If you want a solid place to start with new vocabulary in your target language, you can’t go wrong with learning the basic Lao music vocabulary. Today we’re going to focus mainly on musical instruments, but we’re also keeping in mind some elements of Lao traditional music as well as the current music trends. By the end of this post, you will be able to converse with the locals and speak confidently in matters relating to music. As Shakespeare said: ‘If music be the food of love, play on.‘ And that’s exactly what we’re going to do. Let’s go!
Lao Music Vocabulary
|Violin||vai o lin||ໄວໂອລິນ|
|Electric guitar||ki ta fai fa||ກີຕ້າໄຟຟ້າ|
|Saxophone||aesk os ofn||ແຊກໂຊໂຟນ|
Lao Music: General Overview
The first thing to say about the music of Laos is that it is very similar to other types of music in the region, particularly Thai, in both the types of instruments used and themes contained within the music.
Lao Music (Mor Lam)
The most famous of the indigenous Lao Traditions is Mor Lam หมอลำ
The literal translation is ‘expert singer,’ although it should be considered folk music. A lot of mor lam music focuses on the theme of unrequited love, often from a rural perspective.
A common musical instrument to accompany mor lam was the mouth organ or khaen. There is also usage of a xylophone or lanat ek. Also included are percussion instruments or lam tang vay.
Mor Lar was born in the Lao heartlands. The story of the music’s past is complicated because it’s challenging to know exactly when it appeared. Like many other musical styles, it gradually evolved, and there is no delineating line between the old form and the new form. Specifically, it’s difficult to tell whether the influence was more from Tai tribes or Khmer Indian and Malay influences.
Mor lam has not always been for purely innocent purposes. In the Laotian civil war, mor lam singers included propaganda in their performances. Because mor lam is appreciated mainly by the rural population, it could get them on board for a guerilla war.
Mor lam has changed throughout the years and become more pop-based with electronic instruments instead of traditional musical instruments. Songs have become bite-sized as opposed to long festival-like pieces. Mor lam has also had to move with the times to survive(something much criticized by more traditional fans). Instead of focusing on a more innocent conception of love and family values, the content has become more sexualized).
Here is an example of traditional mor lam music.
Lao Classical Music (Peng Lao Deum)
This is different to mor lam because it was the music played at the King’s Court. Traditionally the music was more Khmer influenced because King Fa Ngum was educated in Cambodia, so he was more familiar with ancient Khmer traditions. However, that changed when Thailand invaded Laos and brought their own musical traditions with them.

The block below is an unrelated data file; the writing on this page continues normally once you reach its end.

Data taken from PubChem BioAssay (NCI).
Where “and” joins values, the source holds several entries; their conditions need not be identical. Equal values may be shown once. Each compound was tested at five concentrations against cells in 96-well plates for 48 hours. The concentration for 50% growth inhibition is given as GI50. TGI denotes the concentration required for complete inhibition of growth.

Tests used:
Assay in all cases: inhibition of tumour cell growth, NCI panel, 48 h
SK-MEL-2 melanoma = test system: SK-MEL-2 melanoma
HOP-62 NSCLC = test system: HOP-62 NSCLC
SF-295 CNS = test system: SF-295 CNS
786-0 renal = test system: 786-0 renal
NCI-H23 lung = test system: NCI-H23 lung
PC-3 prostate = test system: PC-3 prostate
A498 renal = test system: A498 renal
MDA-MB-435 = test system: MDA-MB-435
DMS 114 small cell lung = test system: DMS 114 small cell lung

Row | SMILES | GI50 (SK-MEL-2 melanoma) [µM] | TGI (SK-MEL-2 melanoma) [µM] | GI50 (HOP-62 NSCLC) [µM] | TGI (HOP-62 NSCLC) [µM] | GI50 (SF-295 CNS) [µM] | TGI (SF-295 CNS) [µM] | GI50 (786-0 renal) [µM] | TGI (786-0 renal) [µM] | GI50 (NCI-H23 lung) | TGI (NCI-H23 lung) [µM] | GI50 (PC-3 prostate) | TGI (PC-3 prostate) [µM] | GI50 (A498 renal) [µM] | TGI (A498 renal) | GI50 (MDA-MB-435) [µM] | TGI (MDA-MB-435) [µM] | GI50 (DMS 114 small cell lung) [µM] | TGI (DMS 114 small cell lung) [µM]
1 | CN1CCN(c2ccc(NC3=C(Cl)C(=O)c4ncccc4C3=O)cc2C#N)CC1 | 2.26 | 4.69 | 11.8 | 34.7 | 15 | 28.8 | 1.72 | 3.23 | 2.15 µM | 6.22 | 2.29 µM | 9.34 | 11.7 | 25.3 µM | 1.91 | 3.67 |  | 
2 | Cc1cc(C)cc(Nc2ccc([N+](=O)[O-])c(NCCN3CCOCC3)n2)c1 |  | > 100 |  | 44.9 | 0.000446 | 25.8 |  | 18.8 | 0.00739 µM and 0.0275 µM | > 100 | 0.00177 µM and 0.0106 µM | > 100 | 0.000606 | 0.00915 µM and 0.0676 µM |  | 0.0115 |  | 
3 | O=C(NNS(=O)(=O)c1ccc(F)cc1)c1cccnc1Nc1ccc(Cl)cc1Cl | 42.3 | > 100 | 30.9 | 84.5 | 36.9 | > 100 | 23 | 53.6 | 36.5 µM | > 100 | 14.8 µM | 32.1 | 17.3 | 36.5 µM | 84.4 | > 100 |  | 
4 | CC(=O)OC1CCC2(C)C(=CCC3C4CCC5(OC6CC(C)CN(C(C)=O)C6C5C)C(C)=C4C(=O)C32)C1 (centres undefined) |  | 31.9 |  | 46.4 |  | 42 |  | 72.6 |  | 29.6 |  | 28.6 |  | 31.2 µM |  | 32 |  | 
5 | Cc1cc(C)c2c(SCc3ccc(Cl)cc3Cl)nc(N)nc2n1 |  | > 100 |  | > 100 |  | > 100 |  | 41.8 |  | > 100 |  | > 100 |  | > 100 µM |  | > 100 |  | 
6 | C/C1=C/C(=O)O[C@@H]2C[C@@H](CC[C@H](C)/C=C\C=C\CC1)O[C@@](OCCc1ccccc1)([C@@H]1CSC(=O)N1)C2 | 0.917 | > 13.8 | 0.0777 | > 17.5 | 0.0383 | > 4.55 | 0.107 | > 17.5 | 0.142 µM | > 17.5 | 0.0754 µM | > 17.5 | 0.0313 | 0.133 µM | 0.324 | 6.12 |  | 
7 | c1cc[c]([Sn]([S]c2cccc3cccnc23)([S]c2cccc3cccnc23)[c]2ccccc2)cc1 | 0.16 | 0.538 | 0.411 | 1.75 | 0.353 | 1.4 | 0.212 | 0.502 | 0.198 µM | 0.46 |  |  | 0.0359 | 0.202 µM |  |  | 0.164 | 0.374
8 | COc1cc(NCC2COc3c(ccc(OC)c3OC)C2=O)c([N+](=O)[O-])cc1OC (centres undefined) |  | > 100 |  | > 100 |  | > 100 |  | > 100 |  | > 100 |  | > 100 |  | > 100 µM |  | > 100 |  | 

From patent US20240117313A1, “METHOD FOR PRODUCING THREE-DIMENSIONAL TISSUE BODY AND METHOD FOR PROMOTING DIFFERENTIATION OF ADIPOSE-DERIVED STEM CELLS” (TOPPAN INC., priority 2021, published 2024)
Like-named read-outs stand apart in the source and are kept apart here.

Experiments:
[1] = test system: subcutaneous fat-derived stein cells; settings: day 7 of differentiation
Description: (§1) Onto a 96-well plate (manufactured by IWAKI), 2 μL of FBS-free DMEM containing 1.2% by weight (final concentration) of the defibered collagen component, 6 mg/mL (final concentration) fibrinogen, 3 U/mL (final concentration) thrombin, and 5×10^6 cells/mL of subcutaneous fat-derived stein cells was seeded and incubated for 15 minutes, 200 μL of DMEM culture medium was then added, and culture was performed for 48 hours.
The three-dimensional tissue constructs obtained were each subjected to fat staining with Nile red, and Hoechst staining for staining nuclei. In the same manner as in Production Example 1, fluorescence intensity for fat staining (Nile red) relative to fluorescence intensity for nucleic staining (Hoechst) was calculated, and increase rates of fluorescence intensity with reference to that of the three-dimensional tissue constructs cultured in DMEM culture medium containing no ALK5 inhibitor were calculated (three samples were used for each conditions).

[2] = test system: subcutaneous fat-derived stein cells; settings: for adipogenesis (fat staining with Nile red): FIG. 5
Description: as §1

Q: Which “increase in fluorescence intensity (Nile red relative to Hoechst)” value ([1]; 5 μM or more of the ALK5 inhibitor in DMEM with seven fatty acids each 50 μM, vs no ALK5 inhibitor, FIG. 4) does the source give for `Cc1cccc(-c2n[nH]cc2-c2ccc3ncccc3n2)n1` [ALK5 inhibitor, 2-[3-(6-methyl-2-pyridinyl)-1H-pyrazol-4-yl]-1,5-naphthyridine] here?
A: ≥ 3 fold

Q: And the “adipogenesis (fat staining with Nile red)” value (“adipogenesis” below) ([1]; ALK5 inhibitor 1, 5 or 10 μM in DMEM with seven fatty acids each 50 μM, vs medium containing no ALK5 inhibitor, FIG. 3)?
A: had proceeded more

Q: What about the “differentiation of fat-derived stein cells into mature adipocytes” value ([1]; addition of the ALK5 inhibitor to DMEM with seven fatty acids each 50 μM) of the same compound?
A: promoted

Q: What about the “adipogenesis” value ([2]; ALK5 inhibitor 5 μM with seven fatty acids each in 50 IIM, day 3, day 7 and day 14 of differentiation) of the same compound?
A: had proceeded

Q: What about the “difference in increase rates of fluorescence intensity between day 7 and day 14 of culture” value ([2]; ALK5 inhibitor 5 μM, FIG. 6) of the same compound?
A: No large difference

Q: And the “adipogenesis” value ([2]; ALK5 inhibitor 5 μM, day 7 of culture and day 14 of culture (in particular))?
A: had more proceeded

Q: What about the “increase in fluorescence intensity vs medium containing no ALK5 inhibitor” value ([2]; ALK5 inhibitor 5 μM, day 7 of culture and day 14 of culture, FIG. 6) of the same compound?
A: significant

When the communists took power, music was banned at the King’s court as it went against the tenets of communism.
Lao Pop Music (L-pop)
As Lao began to open up in the early 90s, its music scene became more vibrant and moved away from the indigenous classical tradition, and vocal traditions also changed. Until then, a lot of the music was highly jingoistic. However, when the communist government introduced capitalist reforms, private record labels were able to form, and live venues could stage gigs.
The first Lao music awards were held in 2008, which went a long way to encouraging future artists. In fact, it was such a big deal it was shown on Lao national television. This event is still held annually.
Lao pop music’s biggest influences have been Korea, Japan, and Thai pop. K-pop, in particular, has exploded in popularity in recent years with bands like BTS and Blackpink. They went from dominating the Asian charts to even dominating European and North American charts.
Kpop follows a formulaic approach. Look out for catchy beats, a rap break, and a dance break. The lyrics are often a combination of Korean and English. However, in recent years English has been seen more and more as Korean producers have made inroads into English-speaking countries. Different bands play different types of music, with none of it being too extreme and instead accessible for casual listeners. There are influences of rap, R&B as well traditional bubblegum pop.
The undoubted Queen of Lao Pop is Alexandra Bounxouei. Her story is unique. She was born in 1987 to a Lao father and Bulgarian mother. Her first album ‘Dream’ sold 200,000 copies, and her next ‘Forget It’ sold 150,000.
Her career has taken a bit of a sideroad since she became involved in humanitarian work. As mentioned in previous articles, Lao has a big problem with UXO or unexploded ordinance. The singer has raised awareness of the issue in many benefit concerts since then.
Learn Lao With Ling
Before we go any further, it’s worth saying that a great way to learn Lao, other than our app, is to find yourself a good Lao karaoke song. Many singers learn English by first imitating their favorite western artists. It takes away the tedium of simply reading and listening to an audio CD.
Of course, listening is still essential, so all of our content at the Ling App is recorded by native speakers. We also have SRS flashcards that help improve your active recall of vocabulary as well as grammar practice within the app. The function that users comment is particularly useful is our chatbot.
If you hadn’t noticed, Lao also has a different script, but don’t fear; we also have a trace function in the app that allows you to get to grips with the alphabet.